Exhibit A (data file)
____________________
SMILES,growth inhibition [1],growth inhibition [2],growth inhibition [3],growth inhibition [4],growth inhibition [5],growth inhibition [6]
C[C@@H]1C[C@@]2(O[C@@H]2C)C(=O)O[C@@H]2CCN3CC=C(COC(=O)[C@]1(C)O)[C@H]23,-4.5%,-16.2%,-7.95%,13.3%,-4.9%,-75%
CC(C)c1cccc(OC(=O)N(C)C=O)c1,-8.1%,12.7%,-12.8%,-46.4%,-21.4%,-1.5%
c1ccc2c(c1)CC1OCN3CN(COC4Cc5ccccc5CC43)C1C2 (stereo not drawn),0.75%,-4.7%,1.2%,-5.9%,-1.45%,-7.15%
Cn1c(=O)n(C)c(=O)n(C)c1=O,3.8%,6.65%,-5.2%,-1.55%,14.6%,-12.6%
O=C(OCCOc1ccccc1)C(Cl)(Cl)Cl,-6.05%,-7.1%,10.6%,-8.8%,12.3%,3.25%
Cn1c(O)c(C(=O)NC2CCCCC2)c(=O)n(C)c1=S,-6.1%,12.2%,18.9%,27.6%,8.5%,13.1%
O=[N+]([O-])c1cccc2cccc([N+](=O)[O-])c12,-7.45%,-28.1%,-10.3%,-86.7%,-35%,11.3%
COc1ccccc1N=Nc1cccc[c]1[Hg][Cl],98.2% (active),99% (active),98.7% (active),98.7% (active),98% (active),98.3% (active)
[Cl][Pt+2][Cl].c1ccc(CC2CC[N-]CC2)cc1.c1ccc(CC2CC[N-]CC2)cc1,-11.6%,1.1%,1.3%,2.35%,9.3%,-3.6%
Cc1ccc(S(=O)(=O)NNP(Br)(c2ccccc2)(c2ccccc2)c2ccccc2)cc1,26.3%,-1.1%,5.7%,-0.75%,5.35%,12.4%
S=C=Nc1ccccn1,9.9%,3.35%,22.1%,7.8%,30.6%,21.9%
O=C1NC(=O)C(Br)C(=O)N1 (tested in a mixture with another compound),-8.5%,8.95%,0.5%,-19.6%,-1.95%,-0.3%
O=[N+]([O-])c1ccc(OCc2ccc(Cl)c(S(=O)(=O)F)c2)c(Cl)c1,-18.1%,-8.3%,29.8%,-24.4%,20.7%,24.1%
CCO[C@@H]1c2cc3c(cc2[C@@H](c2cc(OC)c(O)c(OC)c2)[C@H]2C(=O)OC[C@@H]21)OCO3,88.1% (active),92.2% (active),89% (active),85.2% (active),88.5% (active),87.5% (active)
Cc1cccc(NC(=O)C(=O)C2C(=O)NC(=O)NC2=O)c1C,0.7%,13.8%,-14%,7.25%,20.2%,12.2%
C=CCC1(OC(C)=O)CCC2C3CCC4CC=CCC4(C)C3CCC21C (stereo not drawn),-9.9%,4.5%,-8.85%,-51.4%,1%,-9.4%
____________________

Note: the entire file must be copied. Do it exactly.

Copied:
SMILES,growth inhibition [1],growth inhibition [2],growth inhibition [3],growth inhibition [4],growth inhibition [5],growth inhibition [6]
C[C@@H]1C[C@@]2(O[C@@H]2C)C(=O)O[C@@H]2CCN3CC=C(COC(=O)[C@]1(C)O)[C@H]23,-4.5%,-16.2%,-7.95%,13.3%,-4.9%,-75%
CC(C)c1cccc(OC(=O)N(C)C=O)c1,-8.1%,12.7%,-12.8%,-46.4%,-21.4%,-1.5%
c1ccc2c(c1)CC1OCN3CN(COC4Cc5ccccc5CC43)C1C2 (stereo not drawn),0.75%,-4.7%,1.2%,-5.9%,-1.45%,-7.15%
Cn1c(=O)n(C)c(=O)n(C)c1=O,3.8%,6.65%,-5.2%,-1.55%,14.6%,-12.6%
O=C(OCCOc1ccccc1)C(Cl)(Cl)Cl,-6.05%,-7.1%,10.6%,-8.8%,12.3%,3.25%
Cn1c(O)c(C(=O)NC2CCCCC2)c(=O)n(C)c1=S,-6.1%,12.2%,18.9%,27.6%,8.5%,13.1%
O=[N+]([O-])c1cccc2cccc([N+](=O)[O-])c12,-7.45%,-28.1%,-10.3%,-86.7%,-35%,11.3%
COc1ccccc1N=Nc1cccc[c]1[Hg][Cl],98.2% (active),99% (active),98.7% (active),98.7% (active),98% (active),98.3% (active)
[Cl][Pt+2][Cl].c1ccc(CC2CC[N-]CC2)cc1.c1ccc(CC2CC[N-]CC2)cc1,-11.6%,1.1%,1.3%,2.35%,9.3%,-3.6%
Cc1ccc(S(=O)(=O)NNP(Br)(c2ccccc2)(c2ccccc2)c2ccccc2)cc1,26.3%,-1.1%,5.7%,-0.75%,5.35%,12.4%
S=C=Nc1ccccn1,9.9%,3.35%,22.1%,7.8%,30.6%,21.9%
O=C1NC(=O)C(Br)C(=O)N1 (tested in a mixture with another compound),-8.5%,8.95%,0.5%,-19.6%,-1.95%,-0.3%
O=[N+]([O-])c1ccc(OCc2ccc(Cl)c(S(=O)(=O)F)c2)c(Cl)c1,-18.1%,-8.3%,29.8%,-24.4%,20.7%,24.1%
CCO[C@@H]1c2cc3c(cc2[C@@H](c2cc(OC)c(O)c(OC)c2)[C@H]2C(=O)OC[C@@H]21)OCO3,88.1% (active),92.2% (active),89% (active),85.2% (active),88.5% (active),87.5% (active)
Cc1cccc(NC(=O)C(=O)C2C(=O)NC(=O)NC2=O)c1C,0.7%,13.8%,-14%,7.25%,20.2%,12.2%
C=CCC1(OC(C)=O)CCC2C3CCC4CC=CCC4(C)C3CCC21C (stereo not drawn),-9.9%,4.5%,-8.85%,-51.4%,1%,-9.4%